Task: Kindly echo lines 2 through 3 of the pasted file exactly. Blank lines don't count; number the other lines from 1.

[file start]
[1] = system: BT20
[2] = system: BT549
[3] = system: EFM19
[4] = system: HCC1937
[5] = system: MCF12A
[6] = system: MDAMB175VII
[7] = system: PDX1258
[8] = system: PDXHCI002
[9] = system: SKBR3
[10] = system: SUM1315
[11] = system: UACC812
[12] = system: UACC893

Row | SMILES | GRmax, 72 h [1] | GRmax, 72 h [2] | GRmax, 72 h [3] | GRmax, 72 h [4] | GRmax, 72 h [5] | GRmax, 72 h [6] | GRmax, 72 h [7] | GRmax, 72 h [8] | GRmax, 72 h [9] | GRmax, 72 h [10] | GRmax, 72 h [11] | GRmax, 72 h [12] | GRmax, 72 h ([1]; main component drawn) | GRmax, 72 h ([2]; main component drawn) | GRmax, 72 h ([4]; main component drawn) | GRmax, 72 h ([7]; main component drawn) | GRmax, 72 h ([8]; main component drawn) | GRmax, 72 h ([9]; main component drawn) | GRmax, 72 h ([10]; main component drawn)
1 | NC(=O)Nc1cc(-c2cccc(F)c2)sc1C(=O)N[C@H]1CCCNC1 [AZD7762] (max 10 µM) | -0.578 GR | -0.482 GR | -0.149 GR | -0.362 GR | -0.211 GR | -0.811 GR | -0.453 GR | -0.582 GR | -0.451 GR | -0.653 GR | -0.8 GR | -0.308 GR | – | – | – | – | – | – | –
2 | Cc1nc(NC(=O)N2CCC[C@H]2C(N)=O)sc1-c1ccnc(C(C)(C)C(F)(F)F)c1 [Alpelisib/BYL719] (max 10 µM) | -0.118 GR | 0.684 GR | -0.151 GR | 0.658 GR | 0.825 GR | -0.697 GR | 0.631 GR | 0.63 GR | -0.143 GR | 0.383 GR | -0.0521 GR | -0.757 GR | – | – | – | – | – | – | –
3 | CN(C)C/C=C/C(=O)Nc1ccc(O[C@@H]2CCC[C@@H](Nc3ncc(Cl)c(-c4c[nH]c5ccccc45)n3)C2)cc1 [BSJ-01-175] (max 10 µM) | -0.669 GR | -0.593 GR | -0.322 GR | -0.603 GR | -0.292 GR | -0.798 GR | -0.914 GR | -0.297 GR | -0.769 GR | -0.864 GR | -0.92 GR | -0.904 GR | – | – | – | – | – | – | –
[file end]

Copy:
[2] = system: BT549
[3] = system: EFM19